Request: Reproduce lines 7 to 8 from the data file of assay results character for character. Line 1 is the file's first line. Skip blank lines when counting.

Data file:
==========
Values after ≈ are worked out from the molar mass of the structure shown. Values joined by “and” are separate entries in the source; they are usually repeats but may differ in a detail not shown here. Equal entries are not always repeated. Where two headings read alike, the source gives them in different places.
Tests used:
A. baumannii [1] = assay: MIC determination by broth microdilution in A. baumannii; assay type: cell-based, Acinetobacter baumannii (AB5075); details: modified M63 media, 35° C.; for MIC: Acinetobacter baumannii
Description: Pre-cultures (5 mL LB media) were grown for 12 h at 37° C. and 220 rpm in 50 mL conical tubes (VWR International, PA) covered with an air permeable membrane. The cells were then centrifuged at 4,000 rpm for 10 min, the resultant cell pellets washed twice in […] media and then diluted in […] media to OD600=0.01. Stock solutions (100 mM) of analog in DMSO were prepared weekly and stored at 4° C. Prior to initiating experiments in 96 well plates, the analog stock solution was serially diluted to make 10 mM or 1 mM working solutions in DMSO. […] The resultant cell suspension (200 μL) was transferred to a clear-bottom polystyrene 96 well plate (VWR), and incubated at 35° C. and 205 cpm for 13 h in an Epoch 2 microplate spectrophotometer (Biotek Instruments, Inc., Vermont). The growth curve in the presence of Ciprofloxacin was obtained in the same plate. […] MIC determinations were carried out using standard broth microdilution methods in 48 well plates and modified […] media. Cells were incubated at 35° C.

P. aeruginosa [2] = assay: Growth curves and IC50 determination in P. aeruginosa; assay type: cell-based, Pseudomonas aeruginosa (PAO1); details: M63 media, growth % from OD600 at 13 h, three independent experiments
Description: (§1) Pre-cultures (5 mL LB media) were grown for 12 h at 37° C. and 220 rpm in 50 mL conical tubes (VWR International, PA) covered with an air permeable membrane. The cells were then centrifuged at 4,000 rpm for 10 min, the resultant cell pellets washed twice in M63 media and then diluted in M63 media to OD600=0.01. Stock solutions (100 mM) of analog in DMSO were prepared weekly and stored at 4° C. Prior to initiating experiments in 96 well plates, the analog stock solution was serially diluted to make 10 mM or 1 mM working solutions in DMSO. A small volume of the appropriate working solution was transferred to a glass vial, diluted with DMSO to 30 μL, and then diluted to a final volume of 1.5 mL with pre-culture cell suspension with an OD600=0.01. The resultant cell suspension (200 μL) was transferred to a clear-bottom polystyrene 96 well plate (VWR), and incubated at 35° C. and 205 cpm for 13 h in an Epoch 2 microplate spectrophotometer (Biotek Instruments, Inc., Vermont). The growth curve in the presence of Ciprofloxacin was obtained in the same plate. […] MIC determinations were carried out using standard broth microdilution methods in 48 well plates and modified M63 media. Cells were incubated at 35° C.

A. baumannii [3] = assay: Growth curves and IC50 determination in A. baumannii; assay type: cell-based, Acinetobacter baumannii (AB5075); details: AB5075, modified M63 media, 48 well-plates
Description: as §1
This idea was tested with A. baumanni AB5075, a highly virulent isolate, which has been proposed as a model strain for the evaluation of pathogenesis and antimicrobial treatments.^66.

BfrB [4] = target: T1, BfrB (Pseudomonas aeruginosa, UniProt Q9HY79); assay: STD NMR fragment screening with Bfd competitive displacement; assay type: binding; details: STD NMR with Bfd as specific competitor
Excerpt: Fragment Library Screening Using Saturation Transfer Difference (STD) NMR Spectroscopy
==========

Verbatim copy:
A. baumannii [3] = assay: Growth curves and IC50 determination in A. baumannii; assay type: cell-based, Acinetobacter baumannii (AB5075); details: AB5075, modified M63 media, 48 well-plates
Description: as §1